Talent, not nationality, behind Sargeant's F1 promotion - Capito

Carl Bingham/Motorsport Images

Talent, not nationality, behind Sargeant's F1 promotion - Capito

Formula 1

Talent, not nationality, behind Sargeant's F1 promotion - Capito


Williams chose Logan Sargeant to race in Formula 1 in 2023 based on his impressive Formula 2 performances this season and not his nationality, according to team principal Jost Capito.

Sargeant will make the step up after just one year in F2 as long as he secures the required Super License points at the final round in Abu Dhabi next month. The move is set to make him the first American to race in F1 since Alexander Rossi in 2015. At a time when the sport is booming in the States, Capito admits it’s a bonus that Williams is bringing a home favorite to the grid but that the call was based purely on his talent.

“I would say it’s good for Formula 1 to have an American driver (on the grid),” Capito said. “We didn’t pick Logan in the academy because he’s American; we picked him because of his success and his past in racing.

“If we put kids in the academy it’s the objective to get them in the Formula 1 car,” he continued. “So then I think it’s true for young drivers that if you have a driver ready for Formula 1 and you have a seat, you have to put this young driver into the seat otherwise you’ve done something wrong. That’s why we came to the conclusion that it’s the right thing. That Logan is American is just nice to have, but it’s not the initiation of the decision.”

On timing, Capito explained that, “From Silverstone onwards we said, ‘OK Logan is ready to be in Formula 1,’ But of course that was so early in the season that you can’t make a commitment because there’s so many things to come… When we’d seen that Logan is a race winner in F2, then we said, ‘OK he is ready for next year,’ but it was still too far away, so we had to talk to other drivers as well and sort out the options. That helped us to take the final decision and also cover the risk if Logan, for whatever reason, would not get the Super License, but we believe he will get the (required points).”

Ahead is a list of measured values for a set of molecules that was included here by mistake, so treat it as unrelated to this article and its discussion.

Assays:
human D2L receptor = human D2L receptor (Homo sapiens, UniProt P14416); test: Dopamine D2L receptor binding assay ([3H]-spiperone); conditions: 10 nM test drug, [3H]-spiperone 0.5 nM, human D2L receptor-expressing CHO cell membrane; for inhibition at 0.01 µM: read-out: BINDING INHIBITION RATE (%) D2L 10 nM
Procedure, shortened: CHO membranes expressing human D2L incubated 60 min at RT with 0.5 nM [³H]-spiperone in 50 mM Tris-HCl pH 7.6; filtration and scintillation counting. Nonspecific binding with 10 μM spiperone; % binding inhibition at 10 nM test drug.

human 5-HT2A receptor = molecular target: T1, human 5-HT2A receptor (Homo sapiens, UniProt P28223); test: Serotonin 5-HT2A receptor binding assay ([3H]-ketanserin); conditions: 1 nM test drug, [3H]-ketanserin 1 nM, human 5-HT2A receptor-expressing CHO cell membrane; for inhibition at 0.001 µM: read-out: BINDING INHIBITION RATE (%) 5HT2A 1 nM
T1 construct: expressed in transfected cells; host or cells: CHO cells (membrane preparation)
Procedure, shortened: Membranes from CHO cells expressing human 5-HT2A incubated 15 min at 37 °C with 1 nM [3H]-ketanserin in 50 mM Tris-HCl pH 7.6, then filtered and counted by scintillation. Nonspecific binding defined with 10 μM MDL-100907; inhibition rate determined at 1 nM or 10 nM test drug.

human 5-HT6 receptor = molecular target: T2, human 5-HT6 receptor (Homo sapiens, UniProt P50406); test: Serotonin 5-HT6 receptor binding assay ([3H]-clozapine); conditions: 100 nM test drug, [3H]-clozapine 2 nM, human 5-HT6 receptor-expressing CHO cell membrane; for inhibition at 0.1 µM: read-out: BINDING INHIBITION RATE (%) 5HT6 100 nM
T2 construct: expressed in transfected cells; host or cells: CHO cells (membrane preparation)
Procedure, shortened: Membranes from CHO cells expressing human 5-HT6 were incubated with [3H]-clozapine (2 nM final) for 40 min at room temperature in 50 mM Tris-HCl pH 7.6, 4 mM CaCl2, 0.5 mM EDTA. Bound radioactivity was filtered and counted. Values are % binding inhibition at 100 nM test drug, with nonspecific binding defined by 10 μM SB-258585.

To secure his Super License, the 21-year-old needs a top-five championship finish in F2 and currently sits third overall. He could also afford to drop to sixth assuming he picks up the two extra Super License points for FP1 runs in Mexico and Abu Dhabi — track time that Capito says has a double benefit.

Logan Sargeant sees his Williams promotion as vindication of his decision to stick with the European racing ladder. Carl Bingham / Motorsport Images

“We want to make the risk as low as possible and on the other side we want to prepare Logan as well as possible for next season,” he said. “That means he has to maximize the time in the car for this year, so that’s why we will give him three FP1s and it gives him additional Super License points which are not hurting. We’ll also do the Young Driver Test after Abu Dhabi, so it’s part of the preparation now to get Logan into the best possible position for next season.”

The announcement leaves Williams open to the unlikely scenario of having named Sargeant but the Floridian missing out on the required points, in which case Capito says a contingency is already in place.

“Yeah (there’s a back-up plan), but not a concrete one — not a name. There will be some drivers who don’t get a contract and are still very good drivers and have a Super License.”

Sargeant himself says the announcement is vindication of his decision to pursue a racing career in Europe rather than America in order to try and reach F1.

“I just feel like I’ve been putting in all the hard work in Europe throughout my career and made that commitment early that this was the route I wanted to take,” Sargeant said. “I feel like it’s just been a long road of dedication and hard work that’s got me to this point, and I still need to go out and earn it in the last round.”

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